- Hardcover: 128 pages
- Publisher: Umbrage Editions (September 1, 2008)
- Language: English
- ISBN-10: 1884167446
- ISBN-13: 978-1884167447
- Product Dimensions: 9.8 x 0.6 x 11.2 inches
- Shipping Weight: 2.2 pounds
- Average Customer Review: 5 customer reviews
- Amazon Best Sellers Rank: #3,097,851 in Books (See Top 100 in Books)
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Histories are Mirrors: The Path of Conflict Through Afghanistan and Iraq Hardcover – September 1, 2008
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About the Author
Tyler Hicks, born in Sao Paulo, Brazil, graduated from Boston university with a degree in photojournlism. he worked at the Troy Daily News in Ohio and the Wilmington Morning Star in North Carolina before moving to The New York Times. Following 9/11, he photographed in Afghanistan for The Times and Getty Images. His awards include a 2003 Pictures of the Year Award of Excellence for a New York Times piece titled "Iraqi Prison Guard" and the 2001 International Center of Photography Infinity Award for Photojournalism for his coverage in Afghanistan. As a New York Times staff photographer since 2002, he has covered the ongoing Iraqi conflict from Baghdad. Though constantly on assignment, Hicks retains his residence in New York. John F. Burns has served as the bureau chief of The New York Times in Baghdad since the United States began bombing in March of 2003. He has received the Pulitzer Prize twice: in 1997 for his reporting on the Taliban in Afghanistan and in 1993 for his coverage of strife and destruction in Bosnia. Burns has been with The New York Times since 1975 and since that time he has been a bureau chief in New Delhi, Toronto, Peking, Moscow, and Johannesburg. He lives in London. Ian Fisher graduated from Boston University in 1987. He worked at The Lowell Sun in massachusetts until 1990, when he joined The New York Times as a clerk. After being promoted to reporter in 1992, Fisher covered the Bronx, Albany, and Washington, D.C. He became the New York Times East Africa bureau chief, based in Kenya, in 1998 and the Eastern Europe and Balkans chief in 2001. Following the terrorist attacks on 9/11 he was based primarily in Iraq and the Middle East. In August of 2004 he became the New York Times bureau chief iin Rome, where he currently resides with his wife and two children.
Top customer reviews
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This book may be the best document to date of what has happened in our world since the World Trade Towers came down. From the Hicks's earliest pictures, taken at ground zero immediately after the attack, through the invasion of Afghanistan and on to Iraq, the viewer is taken step by step through world-changing events and the resulting hope, euphoria, death and destruction.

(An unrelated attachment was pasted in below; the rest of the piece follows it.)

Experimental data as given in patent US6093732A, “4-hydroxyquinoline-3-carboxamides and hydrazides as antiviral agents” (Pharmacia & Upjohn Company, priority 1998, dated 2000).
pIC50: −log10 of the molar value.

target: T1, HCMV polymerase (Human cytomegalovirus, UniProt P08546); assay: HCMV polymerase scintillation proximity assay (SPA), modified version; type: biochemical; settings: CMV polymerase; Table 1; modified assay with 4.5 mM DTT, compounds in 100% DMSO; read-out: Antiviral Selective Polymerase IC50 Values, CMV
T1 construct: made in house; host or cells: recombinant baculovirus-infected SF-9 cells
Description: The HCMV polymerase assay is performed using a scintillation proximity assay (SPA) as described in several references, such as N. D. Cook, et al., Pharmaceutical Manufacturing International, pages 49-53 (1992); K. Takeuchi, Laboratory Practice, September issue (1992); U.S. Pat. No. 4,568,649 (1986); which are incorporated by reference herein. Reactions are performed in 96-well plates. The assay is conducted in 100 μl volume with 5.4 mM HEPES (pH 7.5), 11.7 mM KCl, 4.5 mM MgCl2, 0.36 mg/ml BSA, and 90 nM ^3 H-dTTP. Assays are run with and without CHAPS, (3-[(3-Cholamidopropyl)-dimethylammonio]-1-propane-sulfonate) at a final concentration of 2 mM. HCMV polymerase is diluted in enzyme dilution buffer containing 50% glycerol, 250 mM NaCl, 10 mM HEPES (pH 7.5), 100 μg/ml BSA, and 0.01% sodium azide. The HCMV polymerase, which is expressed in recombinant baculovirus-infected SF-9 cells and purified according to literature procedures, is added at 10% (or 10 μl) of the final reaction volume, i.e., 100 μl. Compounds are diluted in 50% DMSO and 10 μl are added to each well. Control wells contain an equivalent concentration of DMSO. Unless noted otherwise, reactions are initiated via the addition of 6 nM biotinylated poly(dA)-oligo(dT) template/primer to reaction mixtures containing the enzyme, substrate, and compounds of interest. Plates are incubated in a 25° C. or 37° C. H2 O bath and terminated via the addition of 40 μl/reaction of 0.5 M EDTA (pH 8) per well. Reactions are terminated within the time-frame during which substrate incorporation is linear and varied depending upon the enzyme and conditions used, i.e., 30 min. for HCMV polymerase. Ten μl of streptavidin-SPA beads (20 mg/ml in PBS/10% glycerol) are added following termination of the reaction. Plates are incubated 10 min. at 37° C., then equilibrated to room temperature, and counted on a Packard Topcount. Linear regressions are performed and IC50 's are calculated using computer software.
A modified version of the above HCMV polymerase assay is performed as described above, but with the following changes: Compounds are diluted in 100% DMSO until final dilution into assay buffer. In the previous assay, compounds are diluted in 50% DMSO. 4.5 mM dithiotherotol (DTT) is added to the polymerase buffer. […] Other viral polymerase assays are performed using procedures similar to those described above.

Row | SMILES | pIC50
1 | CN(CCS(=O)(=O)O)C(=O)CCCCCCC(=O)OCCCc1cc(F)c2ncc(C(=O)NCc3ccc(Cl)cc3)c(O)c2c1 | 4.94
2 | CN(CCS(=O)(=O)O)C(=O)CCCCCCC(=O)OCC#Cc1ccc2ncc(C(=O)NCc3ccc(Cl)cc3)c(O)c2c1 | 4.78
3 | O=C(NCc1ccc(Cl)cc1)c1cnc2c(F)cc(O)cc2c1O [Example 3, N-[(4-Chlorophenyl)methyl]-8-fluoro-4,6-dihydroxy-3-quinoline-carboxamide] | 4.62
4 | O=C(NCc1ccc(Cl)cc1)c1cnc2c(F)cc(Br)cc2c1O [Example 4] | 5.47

Hicks is one of the world's leading war photographers. Sometimes it seems barely a bullet was fired that he was not there to record. His pictures of the execution of a wounded Taliban soldier-previously splashed across the front page of the New York Times where Hicks is a staff photographer-are gut-wrenching. And there are many more like that: Marines in close-quarters combat in the cemetery in Najaf, Saddam's soldiers searching for downed Americans along the Tigris, bleeding Northern Alliance soldiers an arm's reach from the lens. The pictures of Iraqi prisoners fleeing the open doors of Abu Ghraib are alone worth the price of the book
But Hicks has another, more empathetic side as well. He goes into the homes of grieving families; he shows the funerals and the hospital wards, the parents who have lost children, the children who are now orphans. The viewer feels the human suffering that results as world leaders solve political problems with guns and bombs.
There are many talented, committed photojournalists working today. Two characteristics separate Hicks from the crowd. One is his persistence-he was one of a handful of journalists who remained in Baghdad during the US bombing campaign. The second is his artistry. Simply put, he understands how to make a riveting, often haunting picture in the quiet moments when there is no action.
Robert Capa, Eugene Smith and Larry Burrows are recognized as the preeminent war photographers of the twentieth century. All were brave beyond belief (Capa and Burrows died in Vietnam). Yet they are remembered as much for their artistry, and for the humanity in their photos. Tyler Hicks follows in their footsteps.
I recommend this book and the entire scrupulously honest work of Mr. Hicks.
It is magisterial and breath-stealing. Allow yourself this wind-swept moment: by swallowing Hick's photographs, you shall be transformed.